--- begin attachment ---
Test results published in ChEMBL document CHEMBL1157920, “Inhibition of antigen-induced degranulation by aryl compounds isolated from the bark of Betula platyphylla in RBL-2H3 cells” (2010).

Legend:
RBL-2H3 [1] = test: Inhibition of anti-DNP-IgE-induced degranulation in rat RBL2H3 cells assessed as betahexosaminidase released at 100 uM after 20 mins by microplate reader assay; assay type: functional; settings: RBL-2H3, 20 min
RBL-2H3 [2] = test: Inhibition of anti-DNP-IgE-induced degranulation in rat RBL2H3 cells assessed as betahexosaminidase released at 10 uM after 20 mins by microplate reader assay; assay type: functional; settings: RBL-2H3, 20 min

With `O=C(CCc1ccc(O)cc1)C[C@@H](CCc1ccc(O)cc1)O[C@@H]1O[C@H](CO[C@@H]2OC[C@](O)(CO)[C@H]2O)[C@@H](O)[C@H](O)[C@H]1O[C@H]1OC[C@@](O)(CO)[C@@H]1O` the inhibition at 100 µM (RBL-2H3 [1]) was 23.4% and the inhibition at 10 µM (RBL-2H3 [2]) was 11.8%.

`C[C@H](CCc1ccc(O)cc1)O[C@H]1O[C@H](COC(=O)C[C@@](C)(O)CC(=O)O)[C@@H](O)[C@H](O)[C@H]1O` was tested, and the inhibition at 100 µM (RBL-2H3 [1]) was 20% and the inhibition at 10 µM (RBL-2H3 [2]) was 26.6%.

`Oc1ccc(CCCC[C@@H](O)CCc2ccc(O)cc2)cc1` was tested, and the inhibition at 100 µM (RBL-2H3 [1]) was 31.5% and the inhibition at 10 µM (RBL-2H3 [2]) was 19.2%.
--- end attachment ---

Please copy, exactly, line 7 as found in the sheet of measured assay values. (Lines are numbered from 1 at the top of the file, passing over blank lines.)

`Oc1ccc(CCCC[C@@H](O)CCc2ccc(O)cc2)cc1` was tested, and the inhibition at 100 µM (RBL-2H3 [1]) was 31.5% and the inhibition at 10 µM (RBL-2H3 [2]) was 19.2%.